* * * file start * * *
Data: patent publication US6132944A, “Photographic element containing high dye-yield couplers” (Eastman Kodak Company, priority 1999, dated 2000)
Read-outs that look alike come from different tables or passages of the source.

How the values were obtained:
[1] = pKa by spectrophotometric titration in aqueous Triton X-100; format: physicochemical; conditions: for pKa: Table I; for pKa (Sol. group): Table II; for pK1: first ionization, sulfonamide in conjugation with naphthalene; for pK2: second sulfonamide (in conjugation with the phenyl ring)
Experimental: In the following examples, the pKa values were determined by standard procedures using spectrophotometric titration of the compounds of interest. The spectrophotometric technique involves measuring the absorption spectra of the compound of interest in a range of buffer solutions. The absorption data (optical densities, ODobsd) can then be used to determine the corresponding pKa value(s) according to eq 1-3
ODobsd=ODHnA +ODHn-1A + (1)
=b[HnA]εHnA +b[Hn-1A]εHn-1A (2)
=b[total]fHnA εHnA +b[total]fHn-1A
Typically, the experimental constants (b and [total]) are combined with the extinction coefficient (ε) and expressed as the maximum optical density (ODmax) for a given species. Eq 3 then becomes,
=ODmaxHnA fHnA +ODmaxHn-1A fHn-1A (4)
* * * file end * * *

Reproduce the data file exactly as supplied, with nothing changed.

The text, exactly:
Data: patent publication US6132944A, “Photographic element containing high dye-yield couplers” (Eastman Kodak Company, priority 1999, dated 2000)
Read-outs that look alike come from different tables or passages of the source.

How the values were obtained:
[1] = pKa by spectrophotometric titration in aqueous Triton X-100; format: physicochemical; conditions: for pKa: Table I; for pKa (Sol. group): Table II; for pK1: first ionization, sulfonamide in conjugation with naphthalene; for pK2: second sulfonamide (in conjugation with the phenyl ring)
Experimental: In the following examples, the pKa values were determined by standard procedures using spectrophotometric titration of the compounds of interest. The spectrophotometric technique involves measuring the absorption spectra of the compound of interest in a range of buffer solutions. The absorption data (optical densities, ODobsd) can then be used to determine the corresponding pKa value(s) according to eq 1-3
ODobsd=ODHnA +ODHn-1A + (1)
=b[HnA]εHnA +b[Hn-1A]εHn-1A (2)
=b[total]fHnA εHnA +b[total]fHn-1A
Typically, the experimental constants (b and [total]) are combined with the extinction coefficient (ε) and expressed as the maximum optical density (ODmax) for a given species. Eq 3 then becomes,
=ODmaxHnA fHnA +ODmaxHn-1A fHn-1A (4)